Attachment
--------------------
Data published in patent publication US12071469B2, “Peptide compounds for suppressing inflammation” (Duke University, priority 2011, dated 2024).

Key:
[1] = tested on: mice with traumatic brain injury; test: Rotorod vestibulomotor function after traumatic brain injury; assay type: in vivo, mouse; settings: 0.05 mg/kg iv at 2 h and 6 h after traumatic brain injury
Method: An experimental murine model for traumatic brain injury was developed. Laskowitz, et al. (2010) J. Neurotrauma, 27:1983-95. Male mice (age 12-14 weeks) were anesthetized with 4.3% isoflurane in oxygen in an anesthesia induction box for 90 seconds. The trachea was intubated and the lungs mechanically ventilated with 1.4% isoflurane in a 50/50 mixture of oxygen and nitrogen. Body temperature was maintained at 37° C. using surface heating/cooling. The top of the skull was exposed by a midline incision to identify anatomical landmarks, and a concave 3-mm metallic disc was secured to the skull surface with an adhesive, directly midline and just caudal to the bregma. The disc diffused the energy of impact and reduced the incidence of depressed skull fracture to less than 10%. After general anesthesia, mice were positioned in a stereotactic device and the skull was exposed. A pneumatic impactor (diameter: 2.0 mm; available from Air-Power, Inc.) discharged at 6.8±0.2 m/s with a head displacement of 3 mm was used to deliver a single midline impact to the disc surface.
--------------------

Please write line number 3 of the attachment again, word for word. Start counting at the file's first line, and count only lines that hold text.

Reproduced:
[1] = tested on: mice with traumatic brain injury; test: Rotorod vestibulomotor function after traumatic brain injury; assay type: in vivo, mouse; settings: 0.05 mg/kg iv at 2 h and 6 h after traumatic brain injury